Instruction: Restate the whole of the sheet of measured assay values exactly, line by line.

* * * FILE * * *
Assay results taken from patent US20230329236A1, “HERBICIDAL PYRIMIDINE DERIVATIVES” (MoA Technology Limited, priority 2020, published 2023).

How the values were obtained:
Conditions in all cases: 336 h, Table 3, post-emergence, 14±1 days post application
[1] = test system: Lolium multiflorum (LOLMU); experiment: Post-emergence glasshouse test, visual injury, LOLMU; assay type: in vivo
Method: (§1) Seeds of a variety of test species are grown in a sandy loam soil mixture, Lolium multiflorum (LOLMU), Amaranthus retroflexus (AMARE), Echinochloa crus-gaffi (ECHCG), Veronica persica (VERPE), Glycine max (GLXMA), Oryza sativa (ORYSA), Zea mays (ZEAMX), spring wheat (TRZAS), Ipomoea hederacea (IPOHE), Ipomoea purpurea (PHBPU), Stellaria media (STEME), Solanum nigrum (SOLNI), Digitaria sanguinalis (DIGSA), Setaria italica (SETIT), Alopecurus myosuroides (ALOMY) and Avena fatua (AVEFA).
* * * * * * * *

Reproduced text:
Assay results taken from patent US20230329236A1, “HERBICIDAL PYRIMIDINE DERIVATIVES” (MoA Technology Limited, priority 2020, published 2023).

How the values were obtained:
Conditions in all cases: 336 h, Table 3, post-emergence, 14±1 days post application
[1] = test system: Lolium multiflorum (LOLMU); experiment: Post-emergence glasshouse test, visual injury, LOLMU; assay type: in vivo
Method: (§1) Seeds of a variety of test species are grown in a sandy loam soil mixture, Lolium multiflorum (LOLMU), Amaranthus retroflexus (AMARE), Echinochloa crus-gaffi (ECHCG), Veronica persica (VERPE), Glycine max (GLXMA), Oryza sativa (ORYSA), Zea mays (ZEAMX), spring wheat (TRZAS), Ipomoea hederacea (IPOHE), Ipomoea purpurea (PHBPU), Stellaria media (STEME), Solanum nigrum (SOLNI), Digitaria sanguinalis (DIGSA), Setaria italica (SETIT), Alopecurus myosuroides (ALOMY) and Avena fatua (AVEFA).